Using Mendelian randomization to evaluate the effects of alcohol consumption on the risk of coronary heart disease

Purpose This paper aims to evaluate the use of Mendelian randomization (MR) analyses for judging the effects of alcohol consumption on the risk of coronary heart disease (CHD).Design/methodology/approach This paper presents a review of methodology for MR and describes its early application to judging health effects of alcohol, current uses and a recommended approach of combining MR results with those from observational and experimental studies.Findings Early applications of MR to health effects of alcohol consumption were inadequate for providing unbiased results, but newer attempts using polygenic scores show promise. It is important to combine data from MR analyses with those from observational and experimental studies to obtain an unbiased and scientifically sound estimate of alcohol’s effects on health.Practical implications Giving advice to the public regarding alcohol consumption must be based on accurate, unbiased scientific data; this paper describes attempts to use MR for achieving this goal.Social implications Given that light-to-moderate alcohol intake is associated with a lower risk of CHD, type II diabetes mellitus and total mortality, it is important to be able to evaluate both the benefits and harms from alcohol before giving advice regarding drinking.Originality/value This is part of a group of three papers dealing with the potential health benefits and harms associated with alcohol consumption.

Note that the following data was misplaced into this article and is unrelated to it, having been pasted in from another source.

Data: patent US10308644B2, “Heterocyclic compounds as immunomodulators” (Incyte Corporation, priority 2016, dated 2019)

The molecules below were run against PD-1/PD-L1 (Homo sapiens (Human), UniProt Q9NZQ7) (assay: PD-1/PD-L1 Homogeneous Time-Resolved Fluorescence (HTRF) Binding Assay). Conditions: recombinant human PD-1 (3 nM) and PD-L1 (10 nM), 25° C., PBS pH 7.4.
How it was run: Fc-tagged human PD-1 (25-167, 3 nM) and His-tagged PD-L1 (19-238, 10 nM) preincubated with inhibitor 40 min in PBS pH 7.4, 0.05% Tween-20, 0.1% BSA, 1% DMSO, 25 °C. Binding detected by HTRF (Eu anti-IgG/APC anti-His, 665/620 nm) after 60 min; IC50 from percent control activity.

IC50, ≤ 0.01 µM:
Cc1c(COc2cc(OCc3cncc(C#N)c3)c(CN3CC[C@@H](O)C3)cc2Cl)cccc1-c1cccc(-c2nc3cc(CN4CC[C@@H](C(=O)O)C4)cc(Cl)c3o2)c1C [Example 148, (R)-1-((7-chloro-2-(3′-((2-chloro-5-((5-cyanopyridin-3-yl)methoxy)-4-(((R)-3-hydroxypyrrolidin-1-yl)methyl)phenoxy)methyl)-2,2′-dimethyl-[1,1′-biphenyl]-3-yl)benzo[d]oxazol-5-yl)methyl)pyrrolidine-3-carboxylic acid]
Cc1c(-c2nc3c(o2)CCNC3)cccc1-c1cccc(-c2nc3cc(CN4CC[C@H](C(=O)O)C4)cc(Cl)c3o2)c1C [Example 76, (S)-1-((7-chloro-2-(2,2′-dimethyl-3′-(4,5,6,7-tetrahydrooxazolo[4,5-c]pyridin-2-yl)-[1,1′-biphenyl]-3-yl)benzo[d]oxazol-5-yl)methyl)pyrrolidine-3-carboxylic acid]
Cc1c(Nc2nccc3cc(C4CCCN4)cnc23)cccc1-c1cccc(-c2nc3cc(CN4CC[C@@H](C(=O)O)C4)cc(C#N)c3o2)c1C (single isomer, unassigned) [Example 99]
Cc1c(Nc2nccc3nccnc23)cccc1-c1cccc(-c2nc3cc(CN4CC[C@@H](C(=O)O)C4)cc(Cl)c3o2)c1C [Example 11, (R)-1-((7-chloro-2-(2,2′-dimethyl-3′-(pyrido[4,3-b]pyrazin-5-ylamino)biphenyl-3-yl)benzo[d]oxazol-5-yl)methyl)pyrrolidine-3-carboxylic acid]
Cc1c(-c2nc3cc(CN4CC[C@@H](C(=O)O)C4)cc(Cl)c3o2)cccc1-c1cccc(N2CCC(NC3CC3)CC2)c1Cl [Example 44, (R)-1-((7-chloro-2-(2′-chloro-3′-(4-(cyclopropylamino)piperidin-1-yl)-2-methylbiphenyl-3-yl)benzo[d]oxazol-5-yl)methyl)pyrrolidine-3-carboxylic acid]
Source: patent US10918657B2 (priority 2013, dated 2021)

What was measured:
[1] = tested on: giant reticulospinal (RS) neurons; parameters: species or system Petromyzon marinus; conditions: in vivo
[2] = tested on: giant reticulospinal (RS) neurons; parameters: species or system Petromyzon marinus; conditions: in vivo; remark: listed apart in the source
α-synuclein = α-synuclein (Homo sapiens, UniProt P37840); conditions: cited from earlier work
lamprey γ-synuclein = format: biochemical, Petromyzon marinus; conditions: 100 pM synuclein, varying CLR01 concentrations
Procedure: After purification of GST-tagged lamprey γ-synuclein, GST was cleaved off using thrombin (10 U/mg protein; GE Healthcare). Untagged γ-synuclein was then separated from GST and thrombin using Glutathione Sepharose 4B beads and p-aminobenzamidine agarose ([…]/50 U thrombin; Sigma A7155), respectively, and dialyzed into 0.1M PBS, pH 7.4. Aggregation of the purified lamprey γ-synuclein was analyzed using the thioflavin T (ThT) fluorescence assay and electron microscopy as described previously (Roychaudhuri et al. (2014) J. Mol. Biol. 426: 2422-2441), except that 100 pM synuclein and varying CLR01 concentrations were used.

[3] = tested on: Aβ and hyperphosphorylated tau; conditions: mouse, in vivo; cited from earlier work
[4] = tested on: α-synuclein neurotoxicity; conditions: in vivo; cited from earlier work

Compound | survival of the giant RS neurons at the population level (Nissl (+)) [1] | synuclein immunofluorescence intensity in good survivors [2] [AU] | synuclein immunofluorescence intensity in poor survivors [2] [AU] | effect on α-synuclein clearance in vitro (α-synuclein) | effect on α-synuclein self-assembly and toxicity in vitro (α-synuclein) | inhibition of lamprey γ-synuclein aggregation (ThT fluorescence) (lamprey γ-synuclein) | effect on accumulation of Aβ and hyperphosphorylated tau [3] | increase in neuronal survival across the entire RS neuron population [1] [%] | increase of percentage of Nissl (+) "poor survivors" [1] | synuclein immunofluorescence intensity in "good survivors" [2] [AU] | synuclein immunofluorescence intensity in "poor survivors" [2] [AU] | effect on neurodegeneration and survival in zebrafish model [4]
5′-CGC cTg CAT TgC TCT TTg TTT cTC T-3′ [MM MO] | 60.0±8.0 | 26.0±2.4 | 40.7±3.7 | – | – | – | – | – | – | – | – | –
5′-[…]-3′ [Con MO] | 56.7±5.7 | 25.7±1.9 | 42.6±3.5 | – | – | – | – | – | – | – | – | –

Additional Info

  • Authors:

    Ellison, R. Curtis;Grønbæk, Morten;Skovenborg, Erik

  • Issue: volume 21
  • More Information:

    For more information about this absctract, please contact
    This email address is being protected from spambots. You need JavaScript enabled to view it. at the Deutsche Weinakademie GmbH

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